userAgent: 'custom-fetch'
  });

  const resp = await fetch('https://httpbin.org//user-agent');
  const json = await resp.json();
  console.log(json['user-agent']);

More examples

More example code can be found in the test source files.

Development

Build

$ npm install

Test

$ npm test

Lint

$ npm run lint

Troubleshooting

You can enable helix-fetch low-level debug console output by setting the DEBUG environment variable to helix-fetch*, e.g.:

$ DEBUG=helix-fetch* node test.js

This will produce console outout similar to:

  ...
  helix-fetch:core established TLS connection: #48 (www.nghttp2.org) +2s
  helix-fetch:core www.nghttp2.org -> h2 +0ms
  helix-fetch:h2 reusing socket #48 (www.nghttp2.org) +2s
  helix-fetch:h2 GET www.nghttp2.org/httpbin/user-agent +0ms
  helix-fetch:h2 session https://www.nghttp2.org established +1ms
  helix-fetch:h2 caching session https://www.nghttp2.org +0ms
  helix-fetch:h2 session https://www.nghttp2.org remoteSettings: {"headerTableSize":8192,"enablePush":true,"initialWindowSize":1048576,"maxFrameSize":16384,"maxConcurrentStreams":100,"maxHeaderListSize":4294967295,"maxHeaderSize":4294967295,"enableConnectProtocol":true} +263ms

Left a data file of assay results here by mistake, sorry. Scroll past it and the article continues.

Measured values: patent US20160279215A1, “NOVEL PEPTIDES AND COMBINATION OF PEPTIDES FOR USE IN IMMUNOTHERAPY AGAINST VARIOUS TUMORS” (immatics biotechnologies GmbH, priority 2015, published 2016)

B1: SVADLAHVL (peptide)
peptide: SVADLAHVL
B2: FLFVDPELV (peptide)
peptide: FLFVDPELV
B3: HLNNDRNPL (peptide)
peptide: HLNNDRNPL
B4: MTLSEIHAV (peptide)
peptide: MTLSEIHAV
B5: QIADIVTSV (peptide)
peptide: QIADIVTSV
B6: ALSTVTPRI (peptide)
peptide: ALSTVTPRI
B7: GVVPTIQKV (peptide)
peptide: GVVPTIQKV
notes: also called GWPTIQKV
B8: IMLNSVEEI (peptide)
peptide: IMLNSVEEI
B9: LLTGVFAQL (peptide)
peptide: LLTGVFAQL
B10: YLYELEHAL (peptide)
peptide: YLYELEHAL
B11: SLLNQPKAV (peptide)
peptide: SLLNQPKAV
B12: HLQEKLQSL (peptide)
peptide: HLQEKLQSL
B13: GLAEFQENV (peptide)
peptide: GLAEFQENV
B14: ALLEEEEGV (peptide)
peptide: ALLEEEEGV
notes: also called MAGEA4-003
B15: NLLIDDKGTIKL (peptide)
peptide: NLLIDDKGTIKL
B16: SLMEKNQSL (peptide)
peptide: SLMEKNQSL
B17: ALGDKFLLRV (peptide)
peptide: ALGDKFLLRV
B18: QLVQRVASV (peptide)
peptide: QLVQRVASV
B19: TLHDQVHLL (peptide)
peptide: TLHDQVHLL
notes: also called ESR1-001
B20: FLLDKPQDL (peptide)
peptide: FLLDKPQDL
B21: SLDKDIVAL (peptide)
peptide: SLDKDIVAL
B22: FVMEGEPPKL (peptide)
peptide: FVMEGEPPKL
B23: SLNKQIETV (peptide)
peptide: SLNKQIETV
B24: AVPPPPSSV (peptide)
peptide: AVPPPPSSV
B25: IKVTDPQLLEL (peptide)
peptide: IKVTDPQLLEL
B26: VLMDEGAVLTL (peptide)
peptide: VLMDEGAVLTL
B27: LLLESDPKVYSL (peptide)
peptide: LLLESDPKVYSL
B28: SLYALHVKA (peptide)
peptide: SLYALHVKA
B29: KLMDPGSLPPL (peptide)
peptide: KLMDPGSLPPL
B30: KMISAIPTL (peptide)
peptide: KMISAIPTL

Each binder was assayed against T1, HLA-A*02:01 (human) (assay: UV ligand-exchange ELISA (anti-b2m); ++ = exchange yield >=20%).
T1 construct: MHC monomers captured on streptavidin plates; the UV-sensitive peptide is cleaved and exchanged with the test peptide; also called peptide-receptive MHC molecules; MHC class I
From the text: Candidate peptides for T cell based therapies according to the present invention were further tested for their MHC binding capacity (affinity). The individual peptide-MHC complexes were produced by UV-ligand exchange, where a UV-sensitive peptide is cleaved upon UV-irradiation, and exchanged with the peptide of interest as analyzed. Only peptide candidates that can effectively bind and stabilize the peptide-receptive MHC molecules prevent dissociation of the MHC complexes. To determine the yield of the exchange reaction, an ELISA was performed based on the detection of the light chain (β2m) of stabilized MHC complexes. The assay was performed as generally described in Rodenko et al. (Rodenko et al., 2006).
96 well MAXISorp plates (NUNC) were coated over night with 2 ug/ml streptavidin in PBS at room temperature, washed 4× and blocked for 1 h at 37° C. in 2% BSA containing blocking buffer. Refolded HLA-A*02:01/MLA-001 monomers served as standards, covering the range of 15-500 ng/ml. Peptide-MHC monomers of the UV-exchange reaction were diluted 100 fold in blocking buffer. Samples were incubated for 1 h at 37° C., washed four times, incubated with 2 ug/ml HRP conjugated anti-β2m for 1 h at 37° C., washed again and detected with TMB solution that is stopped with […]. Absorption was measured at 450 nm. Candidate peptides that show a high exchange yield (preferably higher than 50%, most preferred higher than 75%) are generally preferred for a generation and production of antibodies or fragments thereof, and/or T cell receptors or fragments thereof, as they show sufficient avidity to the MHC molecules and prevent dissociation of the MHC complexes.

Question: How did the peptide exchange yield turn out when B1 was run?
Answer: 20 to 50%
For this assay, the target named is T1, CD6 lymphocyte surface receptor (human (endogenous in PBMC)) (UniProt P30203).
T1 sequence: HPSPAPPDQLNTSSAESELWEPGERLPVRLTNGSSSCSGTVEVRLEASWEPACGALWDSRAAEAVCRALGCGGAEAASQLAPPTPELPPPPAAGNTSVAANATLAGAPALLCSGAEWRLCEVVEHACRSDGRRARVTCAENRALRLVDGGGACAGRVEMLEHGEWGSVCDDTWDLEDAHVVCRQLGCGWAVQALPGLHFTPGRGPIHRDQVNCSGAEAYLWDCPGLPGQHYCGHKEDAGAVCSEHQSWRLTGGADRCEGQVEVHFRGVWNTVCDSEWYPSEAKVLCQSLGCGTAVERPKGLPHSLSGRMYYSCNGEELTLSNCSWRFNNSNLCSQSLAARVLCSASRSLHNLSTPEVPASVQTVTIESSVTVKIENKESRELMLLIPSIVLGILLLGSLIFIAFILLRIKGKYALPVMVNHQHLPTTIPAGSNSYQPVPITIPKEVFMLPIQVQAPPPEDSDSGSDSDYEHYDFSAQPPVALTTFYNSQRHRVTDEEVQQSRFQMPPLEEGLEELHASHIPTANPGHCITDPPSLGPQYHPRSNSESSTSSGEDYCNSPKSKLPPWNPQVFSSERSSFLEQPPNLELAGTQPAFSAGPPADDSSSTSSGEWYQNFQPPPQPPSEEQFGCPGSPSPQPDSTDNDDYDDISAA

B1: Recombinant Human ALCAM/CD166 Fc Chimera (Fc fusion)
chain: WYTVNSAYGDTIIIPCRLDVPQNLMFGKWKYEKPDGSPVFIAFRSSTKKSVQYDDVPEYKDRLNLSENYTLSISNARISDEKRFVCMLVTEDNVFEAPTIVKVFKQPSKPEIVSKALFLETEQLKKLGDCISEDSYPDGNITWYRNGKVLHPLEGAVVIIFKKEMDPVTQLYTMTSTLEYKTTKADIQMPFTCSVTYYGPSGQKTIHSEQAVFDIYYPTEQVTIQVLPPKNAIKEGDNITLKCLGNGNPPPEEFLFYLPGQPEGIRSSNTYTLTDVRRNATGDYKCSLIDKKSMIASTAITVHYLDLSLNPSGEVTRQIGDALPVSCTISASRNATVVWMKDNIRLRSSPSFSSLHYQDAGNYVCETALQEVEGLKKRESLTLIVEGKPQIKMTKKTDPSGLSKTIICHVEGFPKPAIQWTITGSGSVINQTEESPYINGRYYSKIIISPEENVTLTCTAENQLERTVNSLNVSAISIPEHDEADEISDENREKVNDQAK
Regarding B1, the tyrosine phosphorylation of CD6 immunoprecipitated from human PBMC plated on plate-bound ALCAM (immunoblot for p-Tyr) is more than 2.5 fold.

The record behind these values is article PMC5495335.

helix-fetch:h2 session https://www.nghttp2.org localSettings: {"headerTableSize":4096,"enablePush":true,"initialWindowSize":65535,"maxFrameSize":16384,"maxConcurrentStreams":4294967295,"maxHeaderListSize":4294967295,"maxHeaderSize":4294967295,"enableConnectProtocol":false} +0ms
  helix-fetch:h2 session https://www.nghttp2.org closed +6ms
  helix-fetch:h2 discarding cached session https://www.nghttp2.org +0ms
  ... 

Additionally, you can enable Node.js low-level debug console output by setting the NODE_DEBUG environment variable appropriately, e.g.

$ export NODE_DEBUG=http*,stream*
$ export DEBUG=helix-fetch*

$ node test.js

Note: this will flood the console with highly verbose debug output.

Acknowledgement

Thanks to node-fetch and github/fetch for providing a solid implementation reference.

License

Apache 2.0